Eviction Ban Extended 2 Months Until 23rd August

Eviction Ban Extended 2 Months Until 23rd August

10:38 AM, 6th June 2020, About A year ago 23

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The government extended the suspension of new evictions in England and Wales until 23 August. The extension announced by the Housing Secretary takes the moratorium on evictions to a total of five months.

Ministers are also working with the judiciary, legal representatives and the advice sector on arrangements, including new rules, which will mean that courts are better able to address the need for appropriate protection of all parties, including those shielding from coronavirus.  This is to ensure that judges have all the information necessary to make just decisions and that the most vulnerable tenants can get the help they need.

Where tenants do experience financial difficulties as a result of the pandemic, the government is clear that landlords and tenants should work together and exhaust all possible options such as flexible payment plans which take into account a tenant’s individual circumstances to ensure cases only end up in court as an absolute last resort.

Over the coming weeks, the government is taking careful steps to ease lockdown measures, alongside decisive steps already taken to unlock the housing market so people can move if they need to – for example where they may need to move for work or for family reasons.

While the government is taking unprecedented action to protect tenants and landlords during these times, the ultimate ambition is to transition out of these measures at the end of August to allow the market to operate while ensuring people have appropriate access to justice.

Housing Secretary Robert Jenrick said: “We have provided an unprecedented package of support for renters during this pandemic. Today, I am announcing that the government’s ban on evictions will be extended for another 2 months. That takes the moratorium on evictions to a total of 5 months.

“Eviction hearings will not be heard in courts until the end of August and no-one will be evicted from their home this summer due to coronavirus.

“We are also working with the judiciary on proposals to ensure that when evictions proceedings do recommence, arrangements, including rules, are in place to assist the court in giving appropriate protections for those who have been particularly affected by coronavirus – including those tenants who have been shielding.”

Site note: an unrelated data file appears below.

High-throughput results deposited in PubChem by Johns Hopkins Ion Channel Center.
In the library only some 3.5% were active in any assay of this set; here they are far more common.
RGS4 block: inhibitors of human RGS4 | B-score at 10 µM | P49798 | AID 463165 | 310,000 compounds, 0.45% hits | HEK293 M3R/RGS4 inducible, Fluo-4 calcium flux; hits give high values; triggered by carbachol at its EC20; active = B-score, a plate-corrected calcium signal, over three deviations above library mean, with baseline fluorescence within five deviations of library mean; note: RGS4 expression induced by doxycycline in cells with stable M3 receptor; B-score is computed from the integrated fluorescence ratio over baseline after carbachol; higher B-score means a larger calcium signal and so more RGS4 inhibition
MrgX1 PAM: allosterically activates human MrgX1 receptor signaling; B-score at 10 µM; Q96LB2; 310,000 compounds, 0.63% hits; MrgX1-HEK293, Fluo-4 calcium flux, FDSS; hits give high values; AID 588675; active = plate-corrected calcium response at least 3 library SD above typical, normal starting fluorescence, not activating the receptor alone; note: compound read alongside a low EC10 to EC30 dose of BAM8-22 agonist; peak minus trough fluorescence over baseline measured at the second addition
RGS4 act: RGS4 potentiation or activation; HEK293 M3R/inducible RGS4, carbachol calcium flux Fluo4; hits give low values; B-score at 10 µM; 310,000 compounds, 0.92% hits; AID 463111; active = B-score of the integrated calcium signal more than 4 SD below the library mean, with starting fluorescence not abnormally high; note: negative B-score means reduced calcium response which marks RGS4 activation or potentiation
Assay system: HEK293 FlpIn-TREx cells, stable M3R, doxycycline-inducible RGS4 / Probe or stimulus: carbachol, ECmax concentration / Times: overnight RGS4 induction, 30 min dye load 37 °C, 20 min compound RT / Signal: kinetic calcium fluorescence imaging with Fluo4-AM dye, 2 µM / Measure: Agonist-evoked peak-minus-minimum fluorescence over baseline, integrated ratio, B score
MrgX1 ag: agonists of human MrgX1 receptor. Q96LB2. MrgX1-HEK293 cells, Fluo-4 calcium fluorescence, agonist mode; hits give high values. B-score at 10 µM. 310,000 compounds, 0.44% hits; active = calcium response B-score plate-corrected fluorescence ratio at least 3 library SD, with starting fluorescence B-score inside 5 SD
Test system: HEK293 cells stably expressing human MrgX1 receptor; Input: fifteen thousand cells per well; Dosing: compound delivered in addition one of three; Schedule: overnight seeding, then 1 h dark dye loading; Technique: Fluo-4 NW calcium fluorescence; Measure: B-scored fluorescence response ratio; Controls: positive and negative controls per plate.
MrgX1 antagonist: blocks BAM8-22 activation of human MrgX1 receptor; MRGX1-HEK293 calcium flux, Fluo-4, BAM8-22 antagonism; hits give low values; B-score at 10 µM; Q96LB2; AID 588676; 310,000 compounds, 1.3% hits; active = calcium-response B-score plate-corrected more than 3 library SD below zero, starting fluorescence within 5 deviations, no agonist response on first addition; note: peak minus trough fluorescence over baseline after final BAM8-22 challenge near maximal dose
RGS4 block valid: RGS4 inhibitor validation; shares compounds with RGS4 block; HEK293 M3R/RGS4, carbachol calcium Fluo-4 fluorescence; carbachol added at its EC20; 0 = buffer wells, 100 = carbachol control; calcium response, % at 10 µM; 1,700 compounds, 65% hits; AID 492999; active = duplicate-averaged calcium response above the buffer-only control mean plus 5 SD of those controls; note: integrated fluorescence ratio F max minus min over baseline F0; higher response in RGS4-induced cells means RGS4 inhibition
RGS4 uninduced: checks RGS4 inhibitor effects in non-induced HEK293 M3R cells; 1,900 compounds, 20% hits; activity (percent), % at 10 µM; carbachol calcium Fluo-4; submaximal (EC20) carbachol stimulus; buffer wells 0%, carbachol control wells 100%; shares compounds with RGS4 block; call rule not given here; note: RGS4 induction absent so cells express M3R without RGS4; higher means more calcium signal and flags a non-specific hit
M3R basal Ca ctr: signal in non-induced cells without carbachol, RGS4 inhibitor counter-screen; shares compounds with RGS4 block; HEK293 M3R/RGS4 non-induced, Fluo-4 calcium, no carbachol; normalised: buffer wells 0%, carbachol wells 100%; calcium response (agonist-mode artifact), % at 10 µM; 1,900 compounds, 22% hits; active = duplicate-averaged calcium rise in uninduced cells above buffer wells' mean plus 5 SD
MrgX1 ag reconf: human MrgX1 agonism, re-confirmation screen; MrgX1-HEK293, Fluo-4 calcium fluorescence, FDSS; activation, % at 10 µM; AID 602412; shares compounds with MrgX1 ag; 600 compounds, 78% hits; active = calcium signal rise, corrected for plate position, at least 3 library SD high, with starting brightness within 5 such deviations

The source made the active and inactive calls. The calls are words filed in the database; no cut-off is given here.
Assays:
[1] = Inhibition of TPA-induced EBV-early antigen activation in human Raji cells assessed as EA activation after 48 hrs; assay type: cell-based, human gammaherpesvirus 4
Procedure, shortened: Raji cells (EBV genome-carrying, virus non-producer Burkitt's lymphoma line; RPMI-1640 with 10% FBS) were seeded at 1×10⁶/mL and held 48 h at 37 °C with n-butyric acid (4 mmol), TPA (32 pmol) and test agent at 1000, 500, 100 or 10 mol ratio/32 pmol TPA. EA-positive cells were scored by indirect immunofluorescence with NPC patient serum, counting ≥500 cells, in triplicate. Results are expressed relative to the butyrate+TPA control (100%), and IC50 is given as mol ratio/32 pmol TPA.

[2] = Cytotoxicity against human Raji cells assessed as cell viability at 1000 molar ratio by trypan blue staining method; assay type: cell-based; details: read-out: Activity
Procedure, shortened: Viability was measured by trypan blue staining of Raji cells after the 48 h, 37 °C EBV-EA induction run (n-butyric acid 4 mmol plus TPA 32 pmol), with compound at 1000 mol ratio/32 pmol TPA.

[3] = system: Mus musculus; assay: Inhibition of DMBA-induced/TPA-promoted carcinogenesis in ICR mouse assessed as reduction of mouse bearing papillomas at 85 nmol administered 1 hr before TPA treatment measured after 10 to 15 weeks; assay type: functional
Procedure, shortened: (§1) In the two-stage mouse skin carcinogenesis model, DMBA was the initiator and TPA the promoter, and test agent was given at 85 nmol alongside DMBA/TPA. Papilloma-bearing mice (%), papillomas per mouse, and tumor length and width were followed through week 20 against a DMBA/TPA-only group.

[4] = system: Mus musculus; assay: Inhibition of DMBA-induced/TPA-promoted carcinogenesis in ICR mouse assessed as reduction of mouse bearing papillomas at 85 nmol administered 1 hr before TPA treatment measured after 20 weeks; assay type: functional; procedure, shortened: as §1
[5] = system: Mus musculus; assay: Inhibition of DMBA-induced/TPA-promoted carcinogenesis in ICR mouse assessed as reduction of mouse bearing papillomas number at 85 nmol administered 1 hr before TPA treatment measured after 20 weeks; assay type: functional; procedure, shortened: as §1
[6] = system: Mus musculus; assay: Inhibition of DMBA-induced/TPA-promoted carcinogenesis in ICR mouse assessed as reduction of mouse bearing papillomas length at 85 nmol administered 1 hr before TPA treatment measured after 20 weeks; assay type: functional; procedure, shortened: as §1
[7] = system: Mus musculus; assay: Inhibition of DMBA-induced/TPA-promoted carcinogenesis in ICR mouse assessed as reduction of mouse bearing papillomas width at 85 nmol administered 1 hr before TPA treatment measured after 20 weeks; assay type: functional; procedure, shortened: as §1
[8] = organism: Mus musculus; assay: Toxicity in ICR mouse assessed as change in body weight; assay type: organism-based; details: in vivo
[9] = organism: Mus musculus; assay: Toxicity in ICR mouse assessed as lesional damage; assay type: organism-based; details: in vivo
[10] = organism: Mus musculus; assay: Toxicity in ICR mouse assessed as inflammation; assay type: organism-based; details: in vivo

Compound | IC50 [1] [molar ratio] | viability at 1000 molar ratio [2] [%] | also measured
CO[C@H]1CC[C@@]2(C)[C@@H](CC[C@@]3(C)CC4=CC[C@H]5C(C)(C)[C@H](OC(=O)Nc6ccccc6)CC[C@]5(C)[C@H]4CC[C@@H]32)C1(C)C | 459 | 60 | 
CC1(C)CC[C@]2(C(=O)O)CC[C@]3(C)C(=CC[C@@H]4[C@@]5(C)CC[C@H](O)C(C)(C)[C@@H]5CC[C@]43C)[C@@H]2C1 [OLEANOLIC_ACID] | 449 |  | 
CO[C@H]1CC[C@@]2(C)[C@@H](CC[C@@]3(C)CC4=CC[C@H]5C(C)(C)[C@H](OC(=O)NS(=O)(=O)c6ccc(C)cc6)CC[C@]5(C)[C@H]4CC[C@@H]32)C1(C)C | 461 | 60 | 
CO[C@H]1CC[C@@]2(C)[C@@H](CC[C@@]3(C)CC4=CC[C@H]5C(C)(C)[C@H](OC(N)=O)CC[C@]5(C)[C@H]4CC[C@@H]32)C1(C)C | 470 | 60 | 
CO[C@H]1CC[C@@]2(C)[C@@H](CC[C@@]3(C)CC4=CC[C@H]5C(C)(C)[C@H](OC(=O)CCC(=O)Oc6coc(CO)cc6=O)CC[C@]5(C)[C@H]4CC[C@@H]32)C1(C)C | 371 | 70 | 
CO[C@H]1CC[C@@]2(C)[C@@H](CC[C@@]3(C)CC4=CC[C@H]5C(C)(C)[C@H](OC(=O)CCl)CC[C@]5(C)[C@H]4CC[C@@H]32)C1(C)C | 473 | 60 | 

Lord Chancellor and Secretary of State for Justice, Robert Buckland QC MP, said: “Protecting vulnerable people has been our priority throughout this pandemic. Extending this ban will give people invaluable security in these turbulent times and work continues at pace to ensure vulnerable renters remain protected long after the ban ends.”

Today’s announcement builds on the package of measured taken to protect both renters and landlords affected by coronavirus, including:

  • The introduction of emergency legislation so landlords won’t be able to start proceedings to evict tenants for at least a 3 month period which will remain in place until at least September;
  • Extending mortgage payment holdings to include landlords whose tenants are experiencing financial difficulties due to the pandemic;
  • Supporting businesses to continue to pay their staff through the furlough scheme, as well as strengthening the welfare safety net with a nearly £7 billion boost to the welfare system and increasing Local Housing Allowance;
  • Delivering £180 million in Discretionary Housing Payments to councils across the country to support renters with housing costs in the private and social rented sectors;
  • Guidance which helps landlords and tenants to work together to resolve issues at the earliest opportunity.

Further information

  • On request of the Lord Chancellor the Civil Procedure Rule Committee has today agreed to extend the ban on eviction proceedings by a further 2 months. The CPRC is an advisory non-departmental public body, made up of judges, barristers, solicitors and lay advice members, which makes rules to set out the practise and procedure to be followed in the Civil Division of the Court of Appeal, the High Court and the County Court.
  • The two month extension will come into force on 25 June, ensuring there’s no gap between the existing ban and the extension, and also applies to home owners, commercial and leasehold.